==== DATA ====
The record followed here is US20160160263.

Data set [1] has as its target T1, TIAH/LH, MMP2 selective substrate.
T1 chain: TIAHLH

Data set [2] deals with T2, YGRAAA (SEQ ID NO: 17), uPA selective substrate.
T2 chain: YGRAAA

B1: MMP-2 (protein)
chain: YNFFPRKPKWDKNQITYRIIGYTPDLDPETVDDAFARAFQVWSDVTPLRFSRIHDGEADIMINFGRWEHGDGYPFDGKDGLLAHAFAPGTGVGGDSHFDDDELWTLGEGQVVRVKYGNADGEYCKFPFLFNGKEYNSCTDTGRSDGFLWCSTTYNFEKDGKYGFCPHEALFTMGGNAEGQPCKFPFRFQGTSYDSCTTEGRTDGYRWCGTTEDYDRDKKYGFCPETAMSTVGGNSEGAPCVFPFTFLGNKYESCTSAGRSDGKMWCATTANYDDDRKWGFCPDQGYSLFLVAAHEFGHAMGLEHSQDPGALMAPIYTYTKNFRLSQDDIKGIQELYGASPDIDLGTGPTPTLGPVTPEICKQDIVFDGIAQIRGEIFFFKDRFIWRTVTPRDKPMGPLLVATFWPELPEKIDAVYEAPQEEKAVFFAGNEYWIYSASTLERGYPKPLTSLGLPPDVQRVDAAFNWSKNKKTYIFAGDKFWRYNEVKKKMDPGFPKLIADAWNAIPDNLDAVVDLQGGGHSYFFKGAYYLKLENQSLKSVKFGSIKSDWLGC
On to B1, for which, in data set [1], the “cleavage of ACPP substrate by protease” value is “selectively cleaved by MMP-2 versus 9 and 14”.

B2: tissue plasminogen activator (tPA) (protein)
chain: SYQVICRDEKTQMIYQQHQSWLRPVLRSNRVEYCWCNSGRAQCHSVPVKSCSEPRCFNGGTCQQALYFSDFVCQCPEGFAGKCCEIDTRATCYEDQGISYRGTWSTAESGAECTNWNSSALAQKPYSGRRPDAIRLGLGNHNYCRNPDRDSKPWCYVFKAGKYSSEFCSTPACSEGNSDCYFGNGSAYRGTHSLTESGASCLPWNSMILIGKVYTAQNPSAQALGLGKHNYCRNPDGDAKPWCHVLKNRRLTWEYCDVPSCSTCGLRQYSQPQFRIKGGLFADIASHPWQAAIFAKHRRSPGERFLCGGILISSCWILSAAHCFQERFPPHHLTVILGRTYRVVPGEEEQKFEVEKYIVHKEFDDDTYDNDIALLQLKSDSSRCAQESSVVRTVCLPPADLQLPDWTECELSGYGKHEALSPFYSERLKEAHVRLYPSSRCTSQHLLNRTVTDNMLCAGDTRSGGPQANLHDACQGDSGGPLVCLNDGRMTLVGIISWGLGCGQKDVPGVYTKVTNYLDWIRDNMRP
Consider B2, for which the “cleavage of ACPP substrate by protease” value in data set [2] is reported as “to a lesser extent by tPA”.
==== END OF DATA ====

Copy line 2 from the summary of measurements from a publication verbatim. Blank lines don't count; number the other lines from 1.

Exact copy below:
Data set [1] has as its target T1, TIAH/LH, MMP2 selective substrate.